Just then, looking behind him, he saw Doi and Kajiwara coming up with fifty horsemen. "Alas! Look there," he exclaimed, the tears running down his face, "though I would spare your life, the whole countryside swarms with our men, and you cannot escape them. If you must die, let it be by my hand, and I will see that prayers are said for your rebirth in Paradise."

"Indeed it must be so," said the young warrior. "Cut off my head at once."

Kumagai was so overcome by compassion that he could scarcely wield his blade. His eyes swam and he hardly knew what he did, but there was no help for it; weeping bitterly he cut off the boy's head. "Alas!" he cried, "what life is so hard as that of a soldier? Only because I was born of a warrior family must I suffer this affliction! How lamentable it is to do such cruel deeds!" He pressed his face to the sleeve of his armor and wept bitterly. Then, wrapping up the head, he was stripping off the young man's armor when he discovered a flute in a brocade bag. "Ah," he exclaimed, "it was this youth and his friends who were amusing themselves with music within the walls this morning. Among all our men of the Eastern Provinces I doubt if there is any who has brought a flute with him. How gentle the ways of these courtiers!"

When he brought the flute to the Commander, all who saw it were moved to tears; he discovered then that the youth was Atsumori, the youngest son of Tsunemori, aged sixteen years. From this time the mind of Kumagai was turned to the religious life. (3)


... Yorimasa summoned Watanabe Chûjitsu Tonau and ordered: "Strike off my head." Tonau could not bring himself to do this while his master was still alive. He wept bitterly.

"How can I do that, my lord?" he replied. "I can do so only after you have committed suicide."

"I understand," said Yorimasa. He turned to the west, joined his palms, and chanted "Hail Amidha Buddha" ten times in a loud voice. Then he composed this poem:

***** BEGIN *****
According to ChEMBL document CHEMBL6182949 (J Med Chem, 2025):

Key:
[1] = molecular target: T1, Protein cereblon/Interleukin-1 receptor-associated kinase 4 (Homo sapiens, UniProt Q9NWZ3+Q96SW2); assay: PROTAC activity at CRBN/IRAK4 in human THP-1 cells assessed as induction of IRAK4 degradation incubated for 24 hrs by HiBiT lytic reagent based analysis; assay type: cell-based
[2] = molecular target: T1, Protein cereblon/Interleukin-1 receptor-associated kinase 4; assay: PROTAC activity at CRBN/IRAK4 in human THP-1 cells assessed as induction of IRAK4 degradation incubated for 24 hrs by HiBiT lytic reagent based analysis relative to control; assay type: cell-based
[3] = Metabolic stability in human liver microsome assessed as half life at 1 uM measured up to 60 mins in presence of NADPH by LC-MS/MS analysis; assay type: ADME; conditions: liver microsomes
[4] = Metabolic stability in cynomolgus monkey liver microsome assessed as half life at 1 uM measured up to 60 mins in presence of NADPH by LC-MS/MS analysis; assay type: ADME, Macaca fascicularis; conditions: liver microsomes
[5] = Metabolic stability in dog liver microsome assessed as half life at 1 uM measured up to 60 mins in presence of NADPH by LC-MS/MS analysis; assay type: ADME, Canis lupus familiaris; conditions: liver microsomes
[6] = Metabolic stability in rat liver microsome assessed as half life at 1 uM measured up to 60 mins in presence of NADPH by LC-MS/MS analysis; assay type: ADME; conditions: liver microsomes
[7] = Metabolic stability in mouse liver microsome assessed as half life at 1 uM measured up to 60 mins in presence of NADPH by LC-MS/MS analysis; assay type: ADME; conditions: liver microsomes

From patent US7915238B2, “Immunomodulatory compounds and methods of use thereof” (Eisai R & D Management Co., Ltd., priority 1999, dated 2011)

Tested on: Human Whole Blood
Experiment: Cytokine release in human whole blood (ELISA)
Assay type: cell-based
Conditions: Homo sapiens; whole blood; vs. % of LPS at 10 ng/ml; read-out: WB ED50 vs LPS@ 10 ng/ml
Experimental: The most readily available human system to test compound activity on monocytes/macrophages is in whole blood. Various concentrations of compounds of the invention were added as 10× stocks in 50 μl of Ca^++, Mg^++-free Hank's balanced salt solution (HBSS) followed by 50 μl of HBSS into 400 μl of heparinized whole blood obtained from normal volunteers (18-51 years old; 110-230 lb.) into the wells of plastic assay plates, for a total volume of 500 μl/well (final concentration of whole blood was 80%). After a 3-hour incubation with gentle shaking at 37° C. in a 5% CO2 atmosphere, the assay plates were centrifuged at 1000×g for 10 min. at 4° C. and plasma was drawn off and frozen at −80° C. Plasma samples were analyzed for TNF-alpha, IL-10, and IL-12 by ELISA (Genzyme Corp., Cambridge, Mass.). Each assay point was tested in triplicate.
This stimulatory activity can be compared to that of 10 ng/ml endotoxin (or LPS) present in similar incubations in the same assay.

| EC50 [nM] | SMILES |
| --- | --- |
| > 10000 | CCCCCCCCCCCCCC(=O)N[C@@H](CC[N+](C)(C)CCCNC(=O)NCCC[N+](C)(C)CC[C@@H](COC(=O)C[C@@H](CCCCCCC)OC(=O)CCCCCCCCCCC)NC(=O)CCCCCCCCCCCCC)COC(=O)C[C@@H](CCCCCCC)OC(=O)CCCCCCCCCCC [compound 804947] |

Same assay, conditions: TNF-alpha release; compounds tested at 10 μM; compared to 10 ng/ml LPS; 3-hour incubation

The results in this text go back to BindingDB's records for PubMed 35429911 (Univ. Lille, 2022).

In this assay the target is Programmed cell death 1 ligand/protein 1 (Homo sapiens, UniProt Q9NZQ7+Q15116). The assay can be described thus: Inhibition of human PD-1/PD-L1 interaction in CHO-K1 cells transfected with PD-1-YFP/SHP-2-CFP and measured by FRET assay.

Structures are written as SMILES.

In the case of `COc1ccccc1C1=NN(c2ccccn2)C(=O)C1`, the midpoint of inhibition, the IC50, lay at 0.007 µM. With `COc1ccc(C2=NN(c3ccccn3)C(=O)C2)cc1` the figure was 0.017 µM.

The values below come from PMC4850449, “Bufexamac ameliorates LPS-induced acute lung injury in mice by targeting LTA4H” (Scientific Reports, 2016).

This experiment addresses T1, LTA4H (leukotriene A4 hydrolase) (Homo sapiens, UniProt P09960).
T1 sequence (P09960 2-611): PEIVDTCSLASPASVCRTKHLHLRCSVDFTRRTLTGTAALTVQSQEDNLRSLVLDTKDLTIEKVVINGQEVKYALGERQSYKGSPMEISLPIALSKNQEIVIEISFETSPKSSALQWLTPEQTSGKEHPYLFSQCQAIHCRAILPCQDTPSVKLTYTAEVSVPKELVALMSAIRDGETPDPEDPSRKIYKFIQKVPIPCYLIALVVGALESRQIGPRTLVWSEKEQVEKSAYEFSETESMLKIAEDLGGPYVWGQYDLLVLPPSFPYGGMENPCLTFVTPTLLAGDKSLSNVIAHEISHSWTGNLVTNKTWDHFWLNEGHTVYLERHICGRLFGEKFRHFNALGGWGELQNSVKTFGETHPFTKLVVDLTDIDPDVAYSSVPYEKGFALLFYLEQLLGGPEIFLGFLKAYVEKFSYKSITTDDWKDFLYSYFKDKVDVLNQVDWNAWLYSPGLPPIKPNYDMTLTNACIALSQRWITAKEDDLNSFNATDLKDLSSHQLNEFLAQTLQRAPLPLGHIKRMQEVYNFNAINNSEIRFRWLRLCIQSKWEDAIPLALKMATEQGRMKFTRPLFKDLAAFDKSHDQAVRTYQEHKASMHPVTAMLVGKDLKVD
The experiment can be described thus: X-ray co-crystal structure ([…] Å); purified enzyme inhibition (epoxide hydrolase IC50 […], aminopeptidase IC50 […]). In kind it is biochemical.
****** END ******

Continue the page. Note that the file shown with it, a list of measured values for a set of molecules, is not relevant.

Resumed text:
Like a fossil tree
Which has borne not one blossom
Sad has been my life
Sadder still to end my days
Leaving no fruit behind me.

Having spoken these lines, he thrust the point of his sword into his belly, bowed his face to the ground as the blade pierce him through, and died. ... Tonau took up his master's head and, weeping, fastened it to a stone. Then, evading the enemy, he made his way to the river and sank it in a deep place. (4)

(1) Translation by Paul Varley, University of Hawaii.
(2) From Hiroshi Kitagawa and Bruce T. Tsuchida, trans., The Tale of the Heike (Tokyo: University of Tokyo Press, 1975), 270-271.
(3) From Donald Keene, Anthology of Japanese Literature from the Earliest Era to the Mid-Nineteenth Century (New York: Grove Press, 1955), 179-181.
(4) From Hiroshi Kitagawa and Bruce T. Tsuchida, trans., The Tale of the Heike, 271.

Discussion Questions

  1. The first excerpt is of the opening lines to The Tale of the Heike. How do you interpret the meaning of the passage?
  2. What values are esteemed by the warrior class?
  3. Do you find religion an important theme in the passages? Why do you think this is the case?
  4. What is the mood of these passages? Is it one of victory? Of tragedy?